The world wants you to be exactly who you are because nothing will happen if you aren't. You are enough and your enough is what changes the world.
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The words are simple enough, but the meaning is very regularly lost.

Maybe not lost, but dismissed. Tossed aside. Neglected. I think we are all familiar with these words, but if you are anything like me, you see them for a brief moment before snatching them off their shiny, fluffy cloud, crumpling them and shoving them under a rock while looking around to see if anyone is watching.

I like to play ignorant of the fact that I am enough because accepting that fact is HARD. It is easier to internalize the criticisms, compare out, and constantly try to jump to a ledge that is always just a little out of reach. How does that make sense? I'll just pretend I didn't know about it and then no one can challenge the fact that I haven't been accepting it.

I started my blog after coming out on the other side of addiction, after controlling food in an a desperate reach for sanity, and after using exercise to mold myself into a vision of "enough" that I constantly shifted so that I could never achieve it. It has and always will be an inside job and I wanted to try and save others the pain of what I had gone through in coming to what seemed like such a simple revelation.

There are days when I get it and days when I don't. I have to keep writing my blog because on the days that I don't, I look to you to help me remember and hopefully on the days that I do, you may come looking for the same thing.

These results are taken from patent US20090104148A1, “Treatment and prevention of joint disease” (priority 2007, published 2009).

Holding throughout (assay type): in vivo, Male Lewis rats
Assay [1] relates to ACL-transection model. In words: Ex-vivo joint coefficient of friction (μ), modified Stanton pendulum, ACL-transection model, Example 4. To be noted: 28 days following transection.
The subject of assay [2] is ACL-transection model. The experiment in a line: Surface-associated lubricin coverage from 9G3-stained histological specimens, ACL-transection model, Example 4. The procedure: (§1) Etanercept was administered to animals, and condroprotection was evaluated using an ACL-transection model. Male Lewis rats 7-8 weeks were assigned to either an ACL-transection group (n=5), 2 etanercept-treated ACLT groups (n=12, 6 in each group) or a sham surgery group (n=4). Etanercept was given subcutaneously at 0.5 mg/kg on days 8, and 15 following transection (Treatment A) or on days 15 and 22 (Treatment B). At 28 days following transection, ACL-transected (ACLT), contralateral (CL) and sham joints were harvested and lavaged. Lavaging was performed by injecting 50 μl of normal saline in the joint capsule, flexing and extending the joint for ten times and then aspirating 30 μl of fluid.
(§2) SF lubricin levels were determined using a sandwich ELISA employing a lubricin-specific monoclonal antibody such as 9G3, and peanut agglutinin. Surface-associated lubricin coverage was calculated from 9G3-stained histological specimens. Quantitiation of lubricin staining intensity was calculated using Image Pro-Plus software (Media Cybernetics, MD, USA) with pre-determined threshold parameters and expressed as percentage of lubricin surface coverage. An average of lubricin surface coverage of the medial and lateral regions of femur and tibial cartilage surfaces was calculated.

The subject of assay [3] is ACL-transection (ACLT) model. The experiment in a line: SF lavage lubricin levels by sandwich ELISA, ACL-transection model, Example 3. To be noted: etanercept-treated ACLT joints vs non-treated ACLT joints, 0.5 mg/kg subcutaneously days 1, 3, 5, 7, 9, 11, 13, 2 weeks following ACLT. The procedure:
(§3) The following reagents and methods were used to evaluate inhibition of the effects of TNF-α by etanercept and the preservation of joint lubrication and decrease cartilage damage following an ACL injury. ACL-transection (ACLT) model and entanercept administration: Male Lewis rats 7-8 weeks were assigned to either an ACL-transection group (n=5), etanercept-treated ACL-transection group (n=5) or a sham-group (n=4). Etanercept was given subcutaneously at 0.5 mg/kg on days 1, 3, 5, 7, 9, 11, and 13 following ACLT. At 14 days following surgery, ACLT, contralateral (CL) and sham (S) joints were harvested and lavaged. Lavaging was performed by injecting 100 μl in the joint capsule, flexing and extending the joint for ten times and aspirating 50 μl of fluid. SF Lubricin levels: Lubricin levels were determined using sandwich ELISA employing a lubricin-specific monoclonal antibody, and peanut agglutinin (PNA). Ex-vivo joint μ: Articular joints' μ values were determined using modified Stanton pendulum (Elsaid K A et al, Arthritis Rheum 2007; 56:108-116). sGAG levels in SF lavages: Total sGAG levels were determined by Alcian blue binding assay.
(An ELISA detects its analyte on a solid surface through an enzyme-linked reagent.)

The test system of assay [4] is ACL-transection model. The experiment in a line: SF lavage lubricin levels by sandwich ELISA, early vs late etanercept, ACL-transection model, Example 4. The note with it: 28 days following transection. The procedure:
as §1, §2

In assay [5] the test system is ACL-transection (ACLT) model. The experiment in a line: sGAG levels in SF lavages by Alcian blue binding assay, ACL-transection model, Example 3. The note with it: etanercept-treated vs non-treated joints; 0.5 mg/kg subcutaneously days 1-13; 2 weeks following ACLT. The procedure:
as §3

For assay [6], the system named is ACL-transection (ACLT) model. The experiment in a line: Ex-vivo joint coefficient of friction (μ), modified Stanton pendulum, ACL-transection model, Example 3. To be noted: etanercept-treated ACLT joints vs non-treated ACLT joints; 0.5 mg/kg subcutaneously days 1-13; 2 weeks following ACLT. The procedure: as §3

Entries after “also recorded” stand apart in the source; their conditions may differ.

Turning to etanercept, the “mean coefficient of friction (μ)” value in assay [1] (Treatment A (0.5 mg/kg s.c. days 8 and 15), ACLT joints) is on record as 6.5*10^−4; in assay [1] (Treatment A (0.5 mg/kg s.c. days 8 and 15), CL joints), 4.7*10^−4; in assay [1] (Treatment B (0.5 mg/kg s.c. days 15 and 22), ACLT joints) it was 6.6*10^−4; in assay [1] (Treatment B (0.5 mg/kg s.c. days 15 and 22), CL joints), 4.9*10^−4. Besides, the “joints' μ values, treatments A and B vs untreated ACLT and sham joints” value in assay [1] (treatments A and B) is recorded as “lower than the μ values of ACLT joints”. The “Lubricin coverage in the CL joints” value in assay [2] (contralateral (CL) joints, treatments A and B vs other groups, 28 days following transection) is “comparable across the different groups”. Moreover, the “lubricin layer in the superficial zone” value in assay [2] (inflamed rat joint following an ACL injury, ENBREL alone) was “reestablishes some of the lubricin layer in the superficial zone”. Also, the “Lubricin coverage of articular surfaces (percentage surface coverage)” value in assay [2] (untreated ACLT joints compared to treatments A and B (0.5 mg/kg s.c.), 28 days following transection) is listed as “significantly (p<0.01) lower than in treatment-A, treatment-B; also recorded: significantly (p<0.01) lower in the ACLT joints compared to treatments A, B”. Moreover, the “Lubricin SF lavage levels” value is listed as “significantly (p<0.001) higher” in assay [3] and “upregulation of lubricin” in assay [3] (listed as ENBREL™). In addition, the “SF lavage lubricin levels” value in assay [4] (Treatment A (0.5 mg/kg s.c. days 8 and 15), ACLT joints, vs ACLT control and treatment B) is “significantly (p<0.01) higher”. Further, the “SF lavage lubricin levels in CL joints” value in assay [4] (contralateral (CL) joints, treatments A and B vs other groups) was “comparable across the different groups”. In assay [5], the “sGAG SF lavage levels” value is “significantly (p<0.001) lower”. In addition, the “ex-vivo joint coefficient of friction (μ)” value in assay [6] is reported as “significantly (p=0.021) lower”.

Writing about things is a wonderful way for me to process them. A way for me to think out loud. That being said, when I write posts like these they are often when I am in the middle or just on the cusp of internalizing an important message or principle. I'd rather write about them now than when I have it all "figured out" because I think writing in the middle is more authentic. Granted, I may seem more scattered, but aren't we all?

SO, coupled with the information I know to be inherently true and the fact that we are often far more compassionate with others than we are with ourselves, I have a few things to say to you. Please listen.

1. There is no perfection. Anyone who believes there is or insists that you should attain that status is not worth your time. You are enough.

2. There is no goal that you could ever achieve that will convince you that you are enough. If you don't already believe it before you get there, you still won't once you do.

3. You are an incredible person. I don't even know you, but I can tell you without a doubt that there is something in you that sets you apart from everyone else. You need to find that thing and you need to embrace it. Nurture it.

4. I know that other people's opinions, external comparisons, and your own negative self-talk may have brought you to a place where you question your self-worth. Some days are worse than others, but realize that on every day you are enough.

5. As long as you know you are enough, no one can ever tell you that you're not.

I have spent a lot of time trying to be what I thought others and the world wanted me to be. It has been one of the most tiring existences. I'm not sure where I got my concept of what the world wanted me to be, because when I actually realized what that was, it had nothing to do with what my brain told me.

The more that I speak from the heart and take the time to nurture the things that make me unique, the more receptive I find the world to be. Being myself requires far less work and because of that I am able to invest more time in developing who I am. Finding a voice. Changing the world.

The world wants you to be exactly who you are because nothing will happen if you aren't. You are enough and your enough is what changes the world.


This post originally appeared here on Erin's Inside Job.

If you're struggling with an eating disorder, call the National Eating Disorder Association hotline at 1-800-931-2237.

Need help with substance abuse or mental health issues? In the U.S., call 800-662-HELP (4357) for the SAMHSA National Helpline.

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